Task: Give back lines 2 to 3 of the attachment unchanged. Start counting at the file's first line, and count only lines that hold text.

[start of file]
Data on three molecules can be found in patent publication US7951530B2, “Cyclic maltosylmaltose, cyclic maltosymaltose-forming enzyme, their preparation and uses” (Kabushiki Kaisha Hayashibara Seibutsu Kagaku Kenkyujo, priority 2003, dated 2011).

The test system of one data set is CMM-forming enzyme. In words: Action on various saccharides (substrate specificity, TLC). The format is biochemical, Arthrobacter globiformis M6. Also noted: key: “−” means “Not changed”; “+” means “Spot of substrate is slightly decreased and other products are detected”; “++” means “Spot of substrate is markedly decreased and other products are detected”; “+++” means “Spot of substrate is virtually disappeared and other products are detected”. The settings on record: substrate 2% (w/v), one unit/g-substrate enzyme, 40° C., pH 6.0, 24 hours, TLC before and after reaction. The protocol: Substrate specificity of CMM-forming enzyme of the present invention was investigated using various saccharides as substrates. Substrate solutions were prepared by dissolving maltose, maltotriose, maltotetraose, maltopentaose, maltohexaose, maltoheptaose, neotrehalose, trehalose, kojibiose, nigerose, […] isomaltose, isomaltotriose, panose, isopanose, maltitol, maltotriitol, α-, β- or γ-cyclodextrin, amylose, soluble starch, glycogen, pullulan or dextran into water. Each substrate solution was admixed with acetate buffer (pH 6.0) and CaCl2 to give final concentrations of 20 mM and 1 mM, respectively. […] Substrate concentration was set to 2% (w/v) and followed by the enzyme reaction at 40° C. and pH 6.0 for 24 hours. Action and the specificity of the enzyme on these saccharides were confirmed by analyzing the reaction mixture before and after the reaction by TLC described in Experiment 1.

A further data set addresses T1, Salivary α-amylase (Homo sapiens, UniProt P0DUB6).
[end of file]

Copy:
The test system of one data set is CMM-forming enzyme. In words: Action on various saccharides (substrate specificity, TLC). The format is biochemical, Arthrobacter globiformis M6. Also noted: key: “−” means “Not changed”; “+” means “Spot of substrate is slightly decreased and other products are detected”; “++” means “Spot of substrate is markedly decreased and other products are detected”; “+++” means “Spot of substrate is virtually disappeared and other products are detected”. The settings on record: substrate 2% (w/v), one unit/g-substrate enzyme, 40° C., pH 6.0, 24 hours, TLC before and after reaction. The protocol: Substrate specificity of CMM-forming enzyme of the present invention was investigated using various saccharides as substrates. Substrate solutions were prepared by dissolving maltose, maltotriose, maltotetraose, maltopentaose, maltohexaose, maltoheptaose, neotrehalose, trehalose, kojibiose, nigerose, […] isomaltose, isomaltotriose, panose, isopanose, maltitol, maltotriitol, α-, β- or γ-cyclodextrin, amylose, soluble starch, glycogen, pullulan or dextran into water. Each substrate solution was admixed with acetate buffer (pH 6.0) and CaCl2 to give final concentrations of 20 mM and 1 mM, respectively. […] Substrate concentration was set to 2% (w/v) and followed by the enzyme reaction at 40° C. and pH 6.0 for 24 hours. Action and the specificity of the enzyme on these saccharides were confirmed by analyzing the reaction mixture before and after the reaction by TLC described in Experiment 1.

A further data set addresses T1, Salivary α-amylase (Homo sapiens, UniProt P0DUB6).